Narrow bridges

Huge superyacht slips under Dutch bridges

(CNN) — It’s not every day that you see an 80m superyacht weaving under a bridge with only a few centimeters of clearance.

No wonder, then, that the sight of this gigantic Heesen ship making its way through the narrow canals of the Netherlands drew a large crowd.

The maiden voyage of Galactica, formerly known as Project Cosmos, took place earlier this month, with painful precision, and a photographer was on hand to capture the voyage.

The Superyacht Galactica is transported from the Heesen shipyard in the town of Oss, in the south of the Netherlands, to the North Sea.

Heesen/SWNS

In a series of incredible images, the superyacht is carefully transported from the Heesen shipyard in the southern Dutch town of Oss to the North Sea port of Harlingen, where it will undergo sea trials and will be equipped.

During the operation, which lasted around four to five days, the ship was pulled and pushed by expert tugs through tight locks and under at least six bridges.

Timing is extremely important. Heesen had to wait for a “calm day with no wind” before attempting to force the ship through a narrow lock at Macharen with just 15 centimeters of clearance either side.

‘Standard procedure’

The ship weaves under a low bridge as it is pushed and pulled along canals and rivers.

The ship weaves under a low bridge as it is pushed and pulled along canals and rivers.

Heesen/SWNS

At another stage, water levels were too high to allow Galactica to pass under a bridge along the Meuse, leading to a short pause while the crew waited for levels to drop enough for it slips below.

“This is standard procedure with luxury yachts of this size when it comes to domestic cruising,” a Heesen spokesperson said. “Waiting for the tide to go out is just ‘business as usual’.”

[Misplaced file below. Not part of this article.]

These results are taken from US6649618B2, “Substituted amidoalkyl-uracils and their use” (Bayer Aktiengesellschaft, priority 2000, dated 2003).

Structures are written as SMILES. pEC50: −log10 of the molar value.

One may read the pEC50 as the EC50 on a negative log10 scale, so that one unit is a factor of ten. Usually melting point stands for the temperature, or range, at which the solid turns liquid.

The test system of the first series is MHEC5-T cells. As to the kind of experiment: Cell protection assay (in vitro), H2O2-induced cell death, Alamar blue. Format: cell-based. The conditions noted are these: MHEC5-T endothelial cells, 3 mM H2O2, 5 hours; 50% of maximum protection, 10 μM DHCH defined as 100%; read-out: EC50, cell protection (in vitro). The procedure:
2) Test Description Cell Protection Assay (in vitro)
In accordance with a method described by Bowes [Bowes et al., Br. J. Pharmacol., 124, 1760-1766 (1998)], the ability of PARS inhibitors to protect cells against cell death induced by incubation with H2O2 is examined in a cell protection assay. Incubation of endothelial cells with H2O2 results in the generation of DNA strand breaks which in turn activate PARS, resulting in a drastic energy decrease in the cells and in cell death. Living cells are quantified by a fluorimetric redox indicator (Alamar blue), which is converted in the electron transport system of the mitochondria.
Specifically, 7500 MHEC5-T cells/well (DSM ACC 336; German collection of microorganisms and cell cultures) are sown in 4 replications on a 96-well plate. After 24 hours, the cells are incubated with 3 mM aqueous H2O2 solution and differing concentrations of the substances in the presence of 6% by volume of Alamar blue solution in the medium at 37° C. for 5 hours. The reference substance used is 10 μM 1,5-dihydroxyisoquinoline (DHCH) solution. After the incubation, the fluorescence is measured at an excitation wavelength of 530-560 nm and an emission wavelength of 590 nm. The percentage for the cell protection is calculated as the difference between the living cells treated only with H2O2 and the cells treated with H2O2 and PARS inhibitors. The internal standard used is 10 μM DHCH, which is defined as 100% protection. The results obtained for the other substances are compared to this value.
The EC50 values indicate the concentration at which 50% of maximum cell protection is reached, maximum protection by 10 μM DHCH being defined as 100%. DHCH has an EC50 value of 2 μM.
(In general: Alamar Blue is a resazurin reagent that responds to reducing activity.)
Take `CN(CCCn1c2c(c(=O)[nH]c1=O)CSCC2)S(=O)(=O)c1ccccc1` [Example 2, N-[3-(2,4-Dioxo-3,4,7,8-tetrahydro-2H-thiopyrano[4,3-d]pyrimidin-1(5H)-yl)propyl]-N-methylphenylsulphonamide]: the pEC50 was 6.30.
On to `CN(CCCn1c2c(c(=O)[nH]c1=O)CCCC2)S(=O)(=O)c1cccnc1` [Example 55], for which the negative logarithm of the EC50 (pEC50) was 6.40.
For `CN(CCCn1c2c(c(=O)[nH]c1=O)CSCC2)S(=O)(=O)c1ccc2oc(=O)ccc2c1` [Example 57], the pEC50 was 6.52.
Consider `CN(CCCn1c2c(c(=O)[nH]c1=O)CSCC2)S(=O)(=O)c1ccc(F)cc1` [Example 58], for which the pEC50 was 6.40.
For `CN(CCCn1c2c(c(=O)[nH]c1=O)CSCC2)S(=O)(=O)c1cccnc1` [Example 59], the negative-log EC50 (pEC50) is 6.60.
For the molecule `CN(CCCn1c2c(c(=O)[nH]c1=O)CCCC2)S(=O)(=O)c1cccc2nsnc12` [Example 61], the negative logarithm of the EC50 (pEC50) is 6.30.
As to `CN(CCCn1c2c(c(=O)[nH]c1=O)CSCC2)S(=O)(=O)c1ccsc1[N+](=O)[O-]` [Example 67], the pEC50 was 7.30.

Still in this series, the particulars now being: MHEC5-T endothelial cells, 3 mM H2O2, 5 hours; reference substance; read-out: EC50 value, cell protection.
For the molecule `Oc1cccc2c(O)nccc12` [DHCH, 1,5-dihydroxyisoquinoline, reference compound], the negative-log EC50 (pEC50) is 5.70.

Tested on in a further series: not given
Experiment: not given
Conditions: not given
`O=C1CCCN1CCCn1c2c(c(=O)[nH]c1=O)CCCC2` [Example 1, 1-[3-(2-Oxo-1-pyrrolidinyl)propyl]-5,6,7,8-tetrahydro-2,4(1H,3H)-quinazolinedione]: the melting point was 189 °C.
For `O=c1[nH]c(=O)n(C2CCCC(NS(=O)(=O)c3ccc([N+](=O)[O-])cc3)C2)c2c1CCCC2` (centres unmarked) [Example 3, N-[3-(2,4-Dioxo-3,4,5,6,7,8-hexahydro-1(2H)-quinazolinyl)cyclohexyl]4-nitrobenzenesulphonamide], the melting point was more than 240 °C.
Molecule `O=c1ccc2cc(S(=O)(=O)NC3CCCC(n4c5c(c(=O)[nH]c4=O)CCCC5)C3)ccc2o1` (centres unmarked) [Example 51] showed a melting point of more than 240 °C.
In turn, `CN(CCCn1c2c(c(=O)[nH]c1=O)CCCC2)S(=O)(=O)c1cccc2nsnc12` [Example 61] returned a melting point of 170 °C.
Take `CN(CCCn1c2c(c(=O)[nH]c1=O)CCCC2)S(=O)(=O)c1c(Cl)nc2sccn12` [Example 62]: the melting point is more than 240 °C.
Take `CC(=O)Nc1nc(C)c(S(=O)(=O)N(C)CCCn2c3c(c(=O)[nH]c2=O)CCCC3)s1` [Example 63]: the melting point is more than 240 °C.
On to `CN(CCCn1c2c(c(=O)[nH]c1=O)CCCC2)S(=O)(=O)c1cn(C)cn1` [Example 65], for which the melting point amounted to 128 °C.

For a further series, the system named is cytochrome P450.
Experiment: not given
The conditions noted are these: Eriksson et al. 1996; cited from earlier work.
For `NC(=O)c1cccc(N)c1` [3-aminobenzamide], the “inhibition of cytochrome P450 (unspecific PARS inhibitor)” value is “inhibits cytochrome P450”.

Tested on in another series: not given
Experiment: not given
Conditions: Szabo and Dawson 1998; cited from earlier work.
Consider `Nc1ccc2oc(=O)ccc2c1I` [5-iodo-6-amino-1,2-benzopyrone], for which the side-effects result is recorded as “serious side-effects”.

Such a delicate and crucial operation requires at least three to four months of preparation with various necessary permits and certificates beforehand, according to the Heesen team.

Fortunately, the shipyard has over 40 years of experience to draw on when it comes to maneuvering its vessels from Oss to the North Sea.

Such trips require about three to four months of preparation in order for everything to go smoothly.

Such trips require about three to four months of preparation in order for everything to go smoothly.

Dick Holthuis/Hesse/SWNS

In fact, the location of the shipyard has helped shape many of their innovative yachts, as designers should be aware that every vessel built here will need to be transported in the same way.

“Building large and complex superyachts is exciting from both an engineering and construction perspective,” CEO Arthur Brouwer of Heesen said in a statement.

“We are incredibly fortunate to have the best naval architects, engineers and craftsmen in the country to build our yachts.”

The Galactica, which is equipped with a beach club, as well as a helipad that converts into a cinema, reached Harlingen safely on January 12 and is expected to begin sea trials soon.

All aluminum yacht

The 80-meter superyacht is due for delivery in April after undergoing sea trials and fittings.

The 80-meter superyacht is due for delivery in April after undergoing sea trials and fittings.

Scott Hampton/Heesen/SWNS

Described as the longest and fastest all-aluminum yacht in the world, she is due for delivery in April, the same month Heesen is due to deliver the 50-meter Project Aura.

“No Heesen has ever been so celebrated leaving our shipyard,” read a post on the shipyard’s official Facebook page.

“We were touched by the number of people who gathered on the banks, on the bridges to cheer as he passed, and the crowds who gathered to welcome him to Harlingen.”

Heesen is not the only Dutch shipyard that transports its yachts through the narrow canals and rivers of the Netherlands.

Last April, Feadship’s Project 817 was filmed as it was moved from the shipyard’s indoor facility on Kaag Island to the North Sea in Rotterdam.

“People were actually asking questions like ‘why would someone bring their boat over here? ‘,’ photographer Tom van Oossanen, who followed Project 817 during the first two days of transport, told CNN Travel at the time.

“Obviously it’s not cruising. She’s going to set sail and she’s never coming back.”